Duck Duck Wally : A Novel

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  • Copyright: 2008-08-19
  • Publisher: Simon & Schuster
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GET SHORTYMEETSTHE BIG LEBOWSKIIN THIS ROLLICKING MODERN COMEDY BY A CLEVER AND HILARIOUS NEWCOMER.Meet Wally Moscowitz. His day job is top secret. As ghostwriter for Oral B, the most famous gangsta rapper in the world, Wally is the real mastermind behind Godz-Illa Records' best-selling artist, and the best-kept secret in the Industry. But if word gets out about Wally's true profession, Godz-Illa's kajillion-dollar rap empire will be sunk, and Wally will be dead meat.When Wally comes home one particularly bizarre afternoon to find a ransom note and his best friend and dog, Dr. Barry Schwartzman, missing, Wally goes to great lengths to stop the dognappers while keeping the big secret under wraps. He must, if he wants to walk away with his job, not to mention his life, intact.The hunt for Dr. Schwartzman and the blackmailing thug who is trying to reveal hip-hop's biggest conspiracy becomes a wild-goose chase in which everyone becomes a suspect: Sue Schadenfreude, Wally's girlfriend, who makes a pretty penny massaging Barbra Streisand's papillon, Yenta; Pardeep Vishvatma, Wally's neighbor, who keeps a watchful eye on all the suspicious characters lurking about the hood; Jerry Silver, Wally's slick-rick, self-styled superagent; Abraham "Dandy" Lyons, Wally's boss and Godz-Illa's CEO-badass with Suge Knight's street cred and Tony Soprano's "friends"; Jem, the fiery, achingly familiar vixen who steals Wally's heart; Yo Yo Pa and Teddy Bizzle, Oral B's entourage; and the mysterious mob crew: Five-two Lou, Six-seven Kevin, and Balsamic Vinny, who show up when Wally needs them most.Duck Duck Wallyis a hilarious romp through the absurdities of Los Angeles, the bombastic details of hip-hop culture, and a day in the life of what was supposed to be the painfully ordinary existence of Wally Moscowitz.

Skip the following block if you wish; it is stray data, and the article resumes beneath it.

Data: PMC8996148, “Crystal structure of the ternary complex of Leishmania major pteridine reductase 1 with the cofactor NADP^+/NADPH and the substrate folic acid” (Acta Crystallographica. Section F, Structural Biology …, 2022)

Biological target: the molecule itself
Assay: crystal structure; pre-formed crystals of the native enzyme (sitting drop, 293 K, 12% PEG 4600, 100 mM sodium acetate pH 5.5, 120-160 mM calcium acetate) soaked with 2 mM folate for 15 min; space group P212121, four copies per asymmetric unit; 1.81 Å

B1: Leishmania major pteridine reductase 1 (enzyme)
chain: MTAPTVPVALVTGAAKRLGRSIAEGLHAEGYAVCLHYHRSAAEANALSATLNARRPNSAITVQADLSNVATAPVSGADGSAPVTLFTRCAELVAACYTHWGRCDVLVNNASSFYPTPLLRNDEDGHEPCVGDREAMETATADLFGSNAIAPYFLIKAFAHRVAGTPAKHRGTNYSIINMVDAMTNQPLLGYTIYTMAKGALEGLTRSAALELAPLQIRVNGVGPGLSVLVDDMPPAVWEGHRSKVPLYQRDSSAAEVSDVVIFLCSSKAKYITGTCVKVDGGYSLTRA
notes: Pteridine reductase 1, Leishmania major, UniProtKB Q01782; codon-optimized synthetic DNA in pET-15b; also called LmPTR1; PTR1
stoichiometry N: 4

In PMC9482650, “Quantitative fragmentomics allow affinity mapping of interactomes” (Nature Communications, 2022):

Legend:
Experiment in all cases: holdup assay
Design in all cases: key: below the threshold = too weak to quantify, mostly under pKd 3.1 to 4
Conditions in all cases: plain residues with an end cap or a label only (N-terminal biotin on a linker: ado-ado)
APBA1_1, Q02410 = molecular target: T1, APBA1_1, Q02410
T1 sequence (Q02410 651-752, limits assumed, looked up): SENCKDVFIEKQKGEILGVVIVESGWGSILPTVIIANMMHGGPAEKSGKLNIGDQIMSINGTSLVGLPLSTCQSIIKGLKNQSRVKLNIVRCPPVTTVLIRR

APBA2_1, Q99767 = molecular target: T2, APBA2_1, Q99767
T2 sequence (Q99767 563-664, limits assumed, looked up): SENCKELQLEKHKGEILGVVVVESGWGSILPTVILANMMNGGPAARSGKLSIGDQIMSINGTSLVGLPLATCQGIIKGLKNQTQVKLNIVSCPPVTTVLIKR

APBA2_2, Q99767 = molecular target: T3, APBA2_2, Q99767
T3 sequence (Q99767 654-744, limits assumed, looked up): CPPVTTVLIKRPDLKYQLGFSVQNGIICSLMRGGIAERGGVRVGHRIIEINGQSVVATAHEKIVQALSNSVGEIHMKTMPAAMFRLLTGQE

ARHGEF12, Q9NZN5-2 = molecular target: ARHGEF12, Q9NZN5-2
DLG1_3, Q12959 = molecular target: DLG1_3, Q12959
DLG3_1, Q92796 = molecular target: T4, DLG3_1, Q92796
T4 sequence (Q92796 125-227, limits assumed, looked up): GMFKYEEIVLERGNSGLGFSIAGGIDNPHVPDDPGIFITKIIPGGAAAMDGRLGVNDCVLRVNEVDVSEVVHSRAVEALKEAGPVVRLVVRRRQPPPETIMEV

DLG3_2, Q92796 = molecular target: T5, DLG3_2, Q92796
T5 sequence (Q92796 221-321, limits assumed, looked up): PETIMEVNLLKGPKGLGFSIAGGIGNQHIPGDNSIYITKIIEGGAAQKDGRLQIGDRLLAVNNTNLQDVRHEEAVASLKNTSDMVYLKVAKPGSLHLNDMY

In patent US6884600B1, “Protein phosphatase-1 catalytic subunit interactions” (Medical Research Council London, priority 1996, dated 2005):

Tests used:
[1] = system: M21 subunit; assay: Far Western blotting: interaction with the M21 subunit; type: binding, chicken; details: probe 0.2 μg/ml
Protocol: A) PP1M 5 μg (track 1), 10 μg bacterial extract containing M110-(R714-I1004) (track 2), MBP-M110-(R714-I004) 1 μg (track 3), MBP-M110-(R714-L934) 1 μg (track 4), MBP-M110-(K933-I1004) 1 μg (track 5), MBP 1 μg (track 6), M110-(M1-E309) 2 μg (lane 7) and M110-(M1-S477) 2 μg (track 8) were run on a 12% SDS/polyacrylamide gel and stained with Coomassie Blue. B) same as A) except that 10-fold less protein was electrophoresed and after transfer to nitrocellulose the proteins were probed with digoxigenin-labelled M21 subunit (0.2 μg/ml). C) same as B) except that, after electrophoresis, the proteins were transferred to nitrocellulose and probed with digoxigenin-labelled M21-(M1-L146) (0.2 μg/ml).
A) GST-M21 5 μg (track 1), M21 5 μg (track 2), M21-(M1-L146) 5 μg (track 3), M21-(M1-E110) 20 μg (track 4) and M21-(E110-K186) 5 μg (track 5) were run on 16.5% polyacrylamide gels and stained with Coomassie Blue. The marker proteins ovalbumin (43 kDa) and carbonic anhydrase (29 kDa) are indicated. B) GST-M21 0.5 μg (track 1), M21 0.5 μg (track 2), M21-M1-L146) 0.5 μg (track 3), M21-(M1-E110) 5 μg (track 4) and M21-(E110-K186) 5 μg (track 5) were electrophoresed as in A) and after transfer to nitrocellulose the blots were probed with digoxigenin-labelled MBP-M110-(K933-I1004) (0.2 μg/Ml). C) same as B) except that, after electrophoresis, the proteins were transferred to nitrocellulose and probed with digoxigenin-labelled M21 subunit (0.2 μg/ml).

chizapter 7

"Tuck your shirt in, Mosco. You look like a schlub." Two hours later Jerry and I were waiting for the elevator on our way up to meet the folks at Bionic Books, a small publishing company out of Santa Monica.

"It's not like I had time to go home and change into something nice, Jerry."

He tilted his head downward and peered at me over his silver-framed sunglasses, one eyebrow raised in doubt. "Wally, my boy, no offense, but you don't reallyhaveanything nice."

"That's not true, Jerry...Yeah. Yeah. I guess it is kinda true." Like he was one to talk. Jerry looked like a used car salesman from the Valley, but I didn't say anything. I needed him to be in his best form. "This is crazy, Jerry. I can't believe we're here!"